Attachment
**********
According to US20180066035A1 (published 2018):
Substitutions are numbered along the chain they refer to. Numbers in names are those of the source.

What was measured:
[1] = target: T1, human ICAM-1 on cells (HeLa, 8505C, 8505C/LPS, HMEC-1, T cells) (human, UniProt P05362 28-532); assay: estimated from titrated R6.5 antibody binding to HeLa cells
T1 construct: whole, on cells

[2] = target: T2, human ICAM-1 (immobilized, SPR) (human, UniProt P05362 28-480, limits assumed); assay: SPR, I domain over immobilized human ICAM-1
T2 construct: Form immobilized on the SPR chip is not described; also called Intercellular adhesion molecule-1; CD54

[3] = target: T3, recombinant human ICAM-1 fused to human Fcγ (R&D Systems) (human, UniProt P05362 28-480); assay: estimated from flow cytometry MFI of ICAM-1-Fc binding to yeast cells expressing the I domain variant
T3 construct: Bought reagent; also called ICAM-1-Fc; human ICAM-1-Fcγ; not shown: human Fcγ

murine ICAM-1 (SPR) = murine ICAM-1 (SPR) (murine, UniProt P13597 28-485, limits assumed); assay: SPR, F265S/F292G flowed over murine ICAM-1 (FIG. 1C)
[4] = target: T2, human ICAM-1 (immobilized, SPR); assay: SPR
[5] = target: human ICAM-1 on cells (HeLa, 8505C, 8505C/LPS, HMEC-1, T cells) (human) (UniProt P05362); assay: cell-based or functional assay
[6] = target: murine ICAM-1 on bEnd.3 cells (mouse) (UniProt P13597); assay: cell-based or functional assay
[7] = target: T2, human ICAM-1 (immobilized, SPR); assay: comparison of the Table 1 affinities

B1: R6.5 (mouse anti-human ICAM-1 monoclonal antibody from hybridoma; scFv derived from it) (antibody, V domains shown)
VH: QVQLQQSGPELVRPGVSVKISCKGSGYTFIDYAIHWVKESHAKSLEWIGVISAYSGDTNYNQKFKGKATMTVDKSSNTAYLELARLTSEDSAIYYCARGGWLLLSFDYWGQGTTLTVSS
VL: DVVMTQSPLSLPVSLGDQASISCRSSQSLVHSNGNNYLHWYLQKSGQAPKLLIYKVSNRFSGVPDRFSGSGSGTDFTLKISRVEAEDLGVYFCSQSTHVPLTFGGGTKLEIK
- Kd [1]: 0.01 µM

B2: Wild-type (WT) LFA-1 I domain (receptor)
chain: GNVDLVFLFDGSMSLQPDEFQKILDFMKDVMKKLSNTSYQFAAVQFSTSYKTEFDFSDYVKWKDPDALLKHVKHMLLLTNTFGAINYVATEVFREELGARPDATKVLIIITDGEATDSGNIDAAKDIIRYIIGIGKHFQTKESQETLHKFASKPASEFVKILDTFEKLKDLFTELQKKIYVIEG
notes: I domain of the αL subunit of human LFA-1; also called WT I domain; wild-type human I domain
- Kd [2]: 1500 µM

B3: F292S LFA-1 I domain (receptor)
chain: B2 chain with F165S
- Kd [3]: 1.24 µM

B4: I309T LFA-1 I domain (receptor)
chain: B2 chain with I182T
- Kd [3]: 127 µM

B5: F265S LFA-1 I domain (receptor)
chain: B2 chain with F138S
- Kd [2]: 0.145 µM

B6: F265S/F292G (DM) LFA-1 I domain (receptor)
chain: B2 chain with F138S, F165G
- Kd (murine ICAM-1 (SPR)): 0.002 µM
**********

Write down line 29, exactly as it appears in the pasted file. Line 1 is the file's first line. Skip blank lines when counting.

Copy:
B5: F265S LFA-1 I domain (receptor)